HyperSync certainly has a lot of potential and the technological feats made by PocketWizard are extremely impressive. The biggest issue is having to use your lights at full power aimed directly at the subject. There is just not a a lot of wiggle room with the system, and as I mentioned, I don't like fences. For action sports shooters this can be an exciting technology. Even for those who are doing more environmental work it can be useful as well, you will just have to correct the gradient in all the images you want to use in post, which lets be honest can be a pain and a bit of a waste of time if you can use HSS and get it right.

At first glance it may not seem like anything is wrong, but if you look close at the bottom of the frame versus the top of the frame you will see that the top is about a half stop or so darker than the bottom. Again not a big deal, and easy to correct, but if I have to show a client 150 images, and I have to correct this in all of them, it's just mildly annoying. I also realize that I can correct one and sync the rest, but if I change the light power or move the light, or the ambient changes, then I'll need to make further adjustments. The gradient also wouldn't be as bad if I had run the light at full power every time, but that would not allow me to keep the light close and stay at the aperture I wanted. This was shot with an Elinchrom Ranger RX-AS 1100 on a Nikon D3S, 1/1250 sec ISO 320 at 200mm. © Dylan Patrick Photography

Here is the image corrected for the gradient. Neither image has been retouched, with only minor raw processing. © Dylan Patrick Photography

Positives of Using HSS

There are many positives to working in HSS, the first of which is being able to control the ambient light and shoot at a shallow depth of field. This is a big factor in my cinematic headshots, and it is a very liberating experience to shoot in: not having to worry about flash sync limitations, or the time of day. I feel like most photographers don’t want to have limitations when they are spending a lot of money on cameras and lights, and if we put a man on the moon it seems silly in 2015 that sync speeds are still a problem.

Working within my D800's maximum flash sync speed of 1/250 meant I had to go to f/8 to get a nice balance of flash and ambient. You can see that the resulting background is a bit distracting and doesn't give enough blur to create a pleasing separation of the client from the background. Settings for this shot: 1/250 sec ISO 200 at 200mm. © Dylan Patrick Photography

Here I set my D800 to 1/250 Auto FP in my flash setting menu on the camera, which allowed me to exceed the 1/250 to get the background under control at a wider aperture of f/3.2. This result is more in line with my cinematic style, giving me a shallow depth of field and a nice creamy background with excellent separation. Settings for this shot: 1/1600 sec ISO 200 @200mm, both shots were taken around 2-2:30 p.m. © Dylan Patrick Photography

This shot was taken indoors facing windows in a studio in NYC. The background is a bunch of air conditioners, and a pretty ugly rooftop. I shot this at 1/1250 f/3.2 at 180mm to get the ambient darkness for the edgier feel. The ease and flexibility HSS provides is essential to my workflow. © Dylan Patrick Photography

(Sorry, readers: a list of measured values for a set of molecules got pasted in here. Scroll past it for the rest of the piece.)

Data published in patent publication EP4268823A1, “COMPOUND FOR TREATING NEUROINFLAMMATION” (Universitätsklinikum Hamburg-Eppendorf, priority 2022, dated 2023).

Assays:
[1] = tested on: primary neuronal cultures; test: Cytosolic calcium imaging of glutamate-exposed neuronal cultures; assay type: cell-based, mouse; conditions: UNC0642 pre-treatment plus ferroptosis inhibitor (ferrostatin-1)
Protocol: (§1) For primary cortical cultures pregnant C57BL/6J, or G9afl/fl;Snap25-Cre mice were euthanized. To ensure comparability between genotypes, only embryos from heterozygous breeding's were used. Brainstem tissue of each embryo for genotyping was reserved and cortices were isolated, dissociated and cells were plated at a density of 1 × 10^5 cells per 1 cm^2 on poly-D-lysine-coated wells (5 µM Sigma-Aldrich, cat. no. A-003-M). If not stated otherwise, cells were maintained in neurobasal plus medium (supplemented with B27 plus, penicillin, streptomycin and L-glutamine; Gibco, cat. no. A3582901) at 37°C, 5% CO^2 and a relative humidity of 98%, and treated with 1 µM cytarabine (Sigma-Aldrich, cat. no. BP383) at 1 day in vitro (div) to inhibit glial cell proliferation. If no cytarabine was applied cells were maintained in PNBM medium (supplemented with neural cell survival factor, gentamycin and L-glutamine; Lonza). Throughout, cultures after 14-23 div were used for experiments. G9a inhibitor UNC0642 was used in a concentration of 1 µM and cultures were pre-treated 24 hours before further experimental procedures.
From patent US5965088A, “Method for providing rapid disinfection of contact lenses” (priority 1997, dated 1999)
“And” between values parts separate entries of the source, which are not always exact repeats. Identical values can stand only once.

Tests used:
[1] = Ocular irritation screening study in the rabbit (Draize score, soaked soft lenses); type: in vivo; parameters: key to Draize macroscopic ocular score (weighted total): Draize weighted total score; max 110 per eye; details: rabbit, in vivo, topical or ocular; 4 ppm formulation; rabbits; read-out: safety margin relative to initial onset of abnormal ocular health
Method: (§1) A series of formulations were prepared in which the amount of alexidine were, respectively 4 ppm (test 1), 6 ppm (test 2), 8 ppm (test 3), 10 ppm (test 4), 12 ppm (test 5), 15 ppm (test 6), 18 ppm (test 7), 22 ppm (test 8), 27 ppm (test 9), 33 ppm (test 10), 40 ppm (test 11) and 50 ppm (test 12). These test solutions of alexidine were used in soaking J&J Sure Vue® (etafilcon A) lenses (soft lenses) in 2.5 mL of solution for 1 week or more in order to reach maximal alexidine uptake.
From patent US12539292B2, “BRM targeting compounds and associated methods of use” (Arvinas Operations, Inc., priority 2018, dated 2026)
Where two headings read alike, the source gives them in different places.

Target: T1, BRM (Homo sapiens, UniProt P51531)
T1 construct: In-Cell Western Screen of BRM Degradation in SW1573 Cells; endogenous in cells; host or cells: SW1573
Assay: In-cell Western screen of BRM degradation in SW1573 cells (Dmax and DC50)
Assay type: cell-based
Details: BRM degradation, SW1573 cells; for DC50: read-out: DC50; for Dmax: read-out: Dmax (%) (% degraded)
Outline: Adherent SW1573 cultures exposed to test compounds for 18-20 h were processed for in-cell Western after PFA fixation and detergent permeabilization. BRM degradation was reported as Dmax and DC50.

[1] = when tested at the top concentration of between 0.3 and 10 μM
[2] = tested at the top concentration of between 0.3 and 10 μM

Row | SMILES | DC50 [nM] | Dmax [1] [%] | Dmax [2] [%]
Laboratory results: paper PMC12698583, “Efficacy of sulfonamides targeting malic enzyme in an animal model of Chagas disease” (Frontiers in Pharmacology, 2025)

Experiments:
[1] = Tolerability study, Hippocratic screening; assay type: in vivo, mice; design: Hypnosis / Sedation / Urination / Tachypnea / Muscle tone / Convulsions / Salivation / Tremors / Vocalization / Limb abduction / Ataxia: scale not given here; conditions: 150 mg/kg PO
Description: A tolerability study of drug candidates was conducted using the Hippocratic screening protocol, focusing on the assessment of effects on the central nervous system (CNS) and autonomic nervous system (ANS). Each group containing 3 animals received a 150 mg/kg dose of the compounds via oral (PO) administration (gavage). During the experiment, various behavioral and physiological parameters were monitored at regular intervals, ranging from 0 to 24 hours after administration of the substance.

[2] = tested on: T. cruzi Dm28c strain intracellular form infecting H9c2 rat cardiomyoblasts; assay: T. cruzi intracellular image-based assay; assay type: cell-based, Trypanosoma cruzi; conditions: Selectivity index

Another positive is the ability to stop action with your shutter speed instead of your flash. Common wisdom when not working in HSS says that if you want to freeze action and stay within your camera’s sync speed of 1/250, you need to have a strobe with an extremely fast flash duration. So your shutter curtains drop open, the flash pops and travels to your subject at an extremely fast rate, freezing it in the frame. This is great and has certainly been working just fine for a very long time, but if you had the choice to not have the limitation of your shutter, would you like it? My guess is yes. It is simply a matter of flexibility, and it seems silly to me to have thousands of dollars of gear only to be trapped in a box.  Shooting like this also means that you might have to routinely shoot at smaller apertures like f/8 or f/11 which means if you want the shallow depth of field, you either won’t get it, or you’ll have to use neutral density filters. This brings me to a question I get a lot.

Why Don’t You Just Use an ND Filter So You Can Have More Flash Power?

The simple answer is you certainly can. That’s how most people have been doing it for a long time. It’s fine, but also limiting, which I’ll address below.

I like working in HSS, but I do, at times, struggle with power issues with speedlights (hence why Profoto’s adoption excites me). I like to keep a simple footprint with my headshots or environmental portraits so I only ever use two speedlights: one as a key and one as a back kicker. You can obviously use multiple speedlights for more power, I just choose not to.

ND filters are fine, but you will still be limited in a couple areas. The first for me is the ability to see my subject clearly. I shoot a lot of headshots outside at very shallow depths of field (f/2.8–f/3.2), and my style depends on keeping my models in the shade and lighting them while balancing that with the ambient light. The fact that the model is going to be in the shade is going to make them at least 1 stop darker than the background. Combine that with a bright background and ND filters, and suddenly it becomes much harder for me to read my model’s expression. A headshot is all about the expression, and if I’m hindering my ability to see that, it bothers me. Now I’ve shot with 2 stop, and 3-stop ND filters, and I don’t feel too visually impaired, but it still limits me to a certain time frame in the day. If I’m running a business it certainly doesn’t make sense to have that kind of restriction (in case you haven't noticed I don't like fences). I have also done a shoot with a 6-stop ND filter, and it was extremely hard for me to read my model’s expression, along with that I also had focusing issues as my model was practically dark, and my background was very bright. While I got a great shot, I had to work a lot harder to get it, and I certainly didn’t have as many keepers as sometimes focus was shifting around. With HSS I can generally shoot at any time of day. You can also get vignette issues depending on the filter you are using, and other color shifts can happen. None of these are super common issues, but I’d like to remove any potential problems from a shoot if I can. Besides, if you didn’t have to put anything in front of your lens to get the effect you want, why would you?